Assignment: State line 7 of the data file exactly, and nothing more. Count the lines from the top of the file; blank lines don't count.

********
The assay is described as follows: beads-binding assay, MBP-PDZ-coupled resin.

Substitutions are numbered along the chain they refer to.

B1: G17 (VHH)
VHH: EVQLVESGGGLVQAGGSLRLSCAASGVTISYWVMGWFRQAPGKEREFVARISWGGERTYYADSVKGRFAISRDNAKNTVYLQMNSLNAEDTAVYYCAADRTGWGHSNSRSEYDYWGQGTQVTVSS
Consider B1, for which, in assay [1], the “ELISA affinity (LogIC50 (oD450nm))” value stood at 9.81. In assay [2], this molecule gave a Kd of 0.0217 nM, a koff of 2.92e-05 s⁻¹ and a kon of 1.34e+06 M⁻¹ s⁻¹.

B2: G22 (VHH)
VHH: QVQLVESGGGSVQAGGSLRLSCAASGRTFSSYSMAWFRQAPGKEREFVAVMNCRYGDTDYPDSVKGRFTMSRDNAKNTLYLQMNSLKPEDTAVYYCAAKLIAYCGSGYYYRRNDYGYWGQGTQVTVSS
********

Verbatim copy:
VHH: QVQLVESGGGSVQAGGSLRLSCAASGRTFSSYSMAWFRQAPGKEREFVAVMNCRYGDTDYPDSVKGRFTMSRDNAKNTLYLQMNSLKPEDTAVYYCAAKLIAYCGSGYYYRRNDYGYWGQGTQVTVSS